- for 7 days with certain antibiotic medicines to treat an infection caused by bacteria called H. pylori. Sometimes H. pylori bacteria can cause duodenal ulcers. The infection needs to be treated to prevent the ulcers from coming back.
- for the long-term treatment of conditions where your stomach makes too much acid. This includes a rare condition called Zollinger-Ellison syndrome.
ACIPHEX is used in adolescents 12 years of age and older to treat symptoms of Gastroesophageal Reflux Disease (GERD) for up to 8 weeks.
It is not known if ACIPHEX is safe and effective in children to:
- heal acid-related damage to the lining of the esophagus (called erosive esophagitis or EE)
- maintain the healing of the esophagus and relief of symptoms related to EE
- treat symptoms that happen with Gastroesophageal Reflux Disease (GERD)
- heal duodenal ulcers
- treat an infection caused by bacteria called H. pylori to reduce the risk of duodenal ulcers from coming back
- treat conditions where your stomach makes too much acid, including Zollinger-Ellison Syndrome. ACIPHEX delayed-release tablets should not be used in children under 12 years of age.
Who should not take ACIPHEX?
Do not take ACIPHEX if you:
- are allergic to rabeprazole or any of the other ingredients in ACIPHEX. See the end of this Medication Guide for a complete list of ingredients in ACIPHEX.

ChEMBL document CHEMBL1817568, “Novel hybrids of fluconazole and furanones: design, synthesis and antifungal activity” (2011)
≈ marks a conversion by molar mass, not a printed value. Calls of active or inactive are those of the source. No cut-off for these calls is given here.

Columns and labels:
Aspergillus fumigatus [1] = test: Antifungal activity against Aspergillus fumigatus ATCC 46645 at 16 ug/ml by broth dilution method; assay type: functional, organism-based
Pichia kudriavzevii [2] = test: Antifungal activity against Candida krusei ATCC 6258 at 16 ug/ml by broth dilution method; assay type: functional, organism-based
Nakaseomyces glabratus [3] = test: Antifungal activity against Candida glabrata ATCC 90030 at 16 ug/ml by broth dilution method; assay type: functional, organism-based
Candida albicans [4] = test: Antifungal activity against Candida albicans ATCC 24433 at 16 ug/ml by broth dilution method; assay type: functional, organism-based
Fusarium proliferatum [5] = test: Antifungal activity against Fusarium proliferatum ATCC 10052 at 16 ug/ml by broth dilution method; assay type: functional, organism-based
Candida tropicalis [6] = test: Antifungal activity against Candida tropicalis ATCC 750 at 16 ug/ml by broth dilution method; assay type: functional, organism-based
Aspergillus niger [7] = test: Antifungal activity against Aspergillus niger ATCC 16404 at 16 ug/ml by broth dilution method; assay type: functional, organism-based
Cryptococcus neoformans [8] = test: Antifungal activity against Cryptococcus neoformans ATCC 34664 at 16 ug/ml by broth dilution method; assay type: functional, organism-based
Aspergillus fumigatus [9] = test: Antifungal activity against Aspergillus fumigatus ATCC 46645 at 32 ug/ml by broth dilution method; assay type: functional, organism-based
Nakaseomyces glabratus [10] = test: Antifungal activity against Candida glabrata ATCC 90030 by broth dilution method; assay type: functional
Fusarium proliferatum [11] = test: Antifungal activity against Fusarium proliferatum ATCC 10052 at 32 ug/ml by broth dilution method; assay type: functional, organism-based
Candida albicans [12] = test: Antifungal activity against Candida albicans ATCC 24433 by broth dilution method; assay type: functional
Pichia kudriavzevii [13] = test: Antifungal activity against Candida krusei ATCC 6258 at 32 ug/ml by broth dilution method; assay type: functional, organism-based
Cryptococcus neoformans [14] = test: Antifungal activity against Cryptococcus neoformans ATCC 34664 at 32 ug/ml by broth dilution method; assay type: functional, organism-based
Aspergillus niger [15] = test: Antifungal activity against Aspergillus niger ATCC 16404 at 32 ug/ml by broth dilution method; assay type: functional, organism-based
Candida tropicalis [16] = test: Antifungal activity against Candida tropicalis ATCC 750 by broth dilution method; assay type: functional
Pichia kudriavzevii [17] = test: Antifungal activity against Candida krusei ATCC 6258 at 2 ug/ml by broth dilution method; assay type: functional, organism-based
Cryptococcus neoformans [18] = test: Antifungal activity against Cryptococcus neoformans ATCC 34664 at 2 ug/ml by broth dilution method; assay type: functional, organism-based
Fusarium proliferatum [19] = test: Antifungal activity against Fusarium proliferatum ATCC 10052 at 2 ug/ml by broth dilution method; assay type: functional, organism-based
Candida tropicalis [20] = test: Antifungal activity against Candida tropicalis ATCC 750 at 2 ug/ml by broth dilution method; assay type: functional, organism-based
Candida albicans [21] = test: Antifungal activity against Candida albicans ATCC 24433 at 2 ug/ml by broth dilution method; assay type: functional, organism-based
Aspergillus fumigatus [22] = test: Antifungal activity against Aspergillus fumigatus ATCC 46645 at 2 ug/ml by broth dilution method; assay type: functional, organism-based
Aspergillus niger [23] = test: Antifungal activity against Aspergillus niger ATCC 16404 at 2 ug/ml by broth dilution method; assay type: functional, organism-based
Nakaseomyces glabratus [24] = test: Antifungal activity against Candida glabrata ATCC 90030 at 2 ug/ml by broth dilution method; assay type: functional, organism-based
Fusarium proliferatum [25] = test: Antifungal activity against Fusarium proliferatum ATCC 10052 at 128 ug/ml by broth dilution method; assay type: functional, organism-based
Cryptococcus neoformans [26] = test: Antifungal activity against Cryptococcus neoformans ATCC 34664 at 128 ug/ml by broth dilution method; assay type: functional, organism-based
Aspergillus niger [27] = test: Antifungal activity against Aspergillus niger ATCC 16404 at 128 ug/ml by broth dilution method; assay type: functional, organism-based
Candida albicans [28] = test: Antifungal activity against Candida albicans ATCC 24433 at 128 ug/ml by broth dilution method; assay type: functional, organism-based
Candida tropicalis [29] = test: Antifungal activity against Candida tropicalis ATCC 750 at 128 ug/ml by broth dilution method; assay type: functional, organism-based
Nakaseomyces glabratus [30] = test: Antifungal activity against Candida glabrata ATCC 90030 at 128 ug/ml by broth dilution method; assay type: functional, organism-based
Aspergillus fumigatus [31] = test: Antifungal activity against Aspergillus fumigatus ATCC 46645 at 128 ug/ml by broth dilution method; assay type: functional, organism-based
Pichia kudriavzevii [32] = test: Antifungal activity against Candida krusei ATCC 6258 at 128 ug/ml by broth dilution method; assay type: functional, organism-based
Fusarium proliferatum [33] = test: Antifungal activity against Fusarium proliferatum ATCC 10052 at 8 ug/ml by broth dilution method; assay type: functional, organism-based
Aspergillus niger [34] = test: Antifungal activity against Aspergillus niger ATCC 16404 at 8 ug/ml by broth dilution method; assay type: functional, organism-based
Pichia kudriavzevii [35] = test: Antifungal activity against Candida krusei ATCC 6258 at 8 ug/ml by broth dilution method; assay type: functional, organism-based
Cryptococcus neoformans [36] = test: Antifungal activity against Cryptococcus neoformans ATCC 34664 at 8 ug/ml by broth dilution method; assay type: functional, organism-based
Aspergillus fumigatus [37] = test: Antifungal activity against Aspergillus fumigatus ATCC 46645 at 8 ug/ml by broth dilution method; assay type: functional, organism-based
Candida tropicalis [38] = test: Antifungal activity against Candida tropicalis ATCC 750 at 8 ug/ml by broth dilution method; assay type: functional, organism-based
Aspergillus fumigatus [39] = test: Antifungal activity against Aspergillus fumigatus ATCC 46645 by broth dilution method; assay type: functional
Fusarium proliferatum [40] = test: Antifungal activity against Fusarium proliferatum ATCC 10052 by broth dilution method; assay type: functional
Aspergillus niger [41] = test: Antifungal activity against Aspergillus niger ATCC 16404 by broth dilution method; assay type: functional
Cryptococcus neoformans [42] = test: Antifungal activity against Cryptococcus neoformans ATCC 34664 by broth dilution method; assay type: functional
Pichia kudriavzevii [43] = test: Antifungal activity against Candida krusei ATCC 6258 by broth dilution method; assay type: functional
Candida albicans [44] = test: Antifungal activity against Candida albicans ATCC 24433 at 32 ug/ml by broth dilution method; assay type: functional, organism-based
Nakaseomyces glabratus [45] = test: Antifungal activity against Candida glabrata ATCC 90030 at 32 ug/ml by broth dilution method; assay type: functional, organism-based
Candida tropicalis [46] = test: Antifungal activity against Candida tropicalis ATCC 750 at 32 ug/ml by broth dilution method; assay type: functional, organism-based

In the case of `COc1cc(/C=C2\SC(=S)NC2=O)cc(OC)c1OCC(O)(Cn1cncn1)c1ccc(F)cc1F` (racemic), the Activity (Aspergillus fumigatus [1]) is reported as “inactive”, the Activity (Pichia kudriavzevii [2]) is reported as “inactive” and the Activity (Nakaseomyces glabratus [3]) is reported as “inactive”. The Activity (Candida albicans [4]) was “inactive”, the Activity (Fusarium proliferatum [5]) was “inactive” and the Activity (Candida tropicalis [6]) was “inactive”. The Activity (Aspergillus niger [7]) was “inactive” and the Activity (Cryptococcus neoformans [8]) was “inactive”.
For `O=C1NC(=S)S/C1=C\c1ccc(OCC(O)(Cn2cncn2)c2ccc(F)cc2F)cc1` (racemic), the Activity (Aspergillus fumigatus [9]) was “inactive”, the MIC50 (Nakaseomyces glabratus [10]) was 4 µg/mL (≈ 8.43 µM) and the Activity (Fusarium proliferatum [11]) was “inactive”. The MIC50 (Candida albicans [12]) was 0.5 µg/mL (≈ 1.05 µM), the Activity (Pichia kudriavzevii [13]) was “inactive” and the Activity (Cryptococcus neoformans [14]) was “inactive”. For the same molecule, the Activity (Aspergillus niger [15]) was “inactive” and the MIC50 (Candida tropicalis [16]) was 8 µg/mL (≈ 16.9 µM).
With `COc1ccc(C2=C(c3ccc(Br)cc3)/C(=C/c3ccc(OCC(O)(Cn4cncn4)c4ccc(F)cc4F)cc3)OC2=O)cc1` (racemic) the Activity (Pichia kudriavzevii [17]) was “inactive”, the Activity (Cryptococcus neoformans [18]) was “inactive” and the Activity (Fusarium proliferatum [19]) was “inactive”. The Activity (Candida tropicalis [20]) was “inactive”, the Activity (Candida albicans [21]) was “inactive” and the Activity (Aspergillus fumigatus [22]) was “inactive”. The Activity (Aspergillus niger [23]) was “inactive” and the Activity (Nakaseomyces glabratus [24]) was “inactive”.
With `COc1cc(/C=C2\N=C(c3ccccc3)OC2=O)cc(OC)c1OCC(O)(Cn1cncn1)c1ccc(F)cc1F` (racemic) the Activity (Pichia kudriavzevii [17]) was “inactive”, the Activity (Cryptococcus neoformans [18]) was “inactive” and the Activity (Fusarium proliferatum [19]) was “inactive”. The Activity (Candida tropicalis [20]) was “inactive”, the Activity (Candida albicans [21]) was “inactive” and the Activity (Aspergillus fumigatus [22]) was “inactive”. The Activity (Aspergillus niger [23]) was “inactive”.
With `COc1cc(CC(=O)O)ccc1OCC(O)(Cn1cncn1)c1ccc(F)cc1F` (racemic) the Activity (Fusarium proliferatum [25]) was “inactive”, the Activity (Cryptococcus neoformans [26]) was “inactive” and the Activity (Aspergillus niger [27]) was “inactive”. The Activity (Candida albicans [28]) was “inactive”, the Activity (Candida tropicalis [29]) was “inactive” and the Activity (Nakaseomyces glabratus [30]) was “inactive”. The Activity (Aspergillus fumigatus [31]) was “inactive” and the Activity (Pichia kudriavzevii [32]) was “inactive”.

- are allergic to any other Proton Pump Inhibitor (PPI) medicine
- are taking a medicine that contains rilpivirine (Edurant, Complera) used to treat HIV-1 (Human Immunodeficiency Virus)
What should I tell my doctor before taking ACIPHEX?
Before you take ACIPHEX tell your doctor if you:
- have been told that you have low magnesium levels in your blood
- have liver problems
- have any allergies
- have any other medical conditions
- are pregnant or plan to become pregnant. It is not known if ACIPHEX can harm your unborn baby. Talk to your doctor about the possible risks to an unborn baby if ACIPHEX is taken during pregnancy.
- are breastfeeding or plan to breastfeed. It is not known if ACIPHEX passes into your breast milk or if it will affect your baby or your breast milk. Talk to your doctor about the best way to feed your baby if you take ACIPHEX.
Tell your doctor about all the medicines you take, including prescription and over-the-counter medicines, vitamins, and herbal supplements. ACIPHEX may affect how other medicines work, and other medicines may affect how ACIPHEX works. Especially tell your doctor if you take an antibiotic that contains clarithromycin or amoxicillin or if you take warfarin (COUMADIN, JANTOVEN) or methotrexate (Otrexup, Rasuvo, Trexall). Know the medicines that you take. Keep a list of them to show your doctor and pharmacist when you get a new medicine.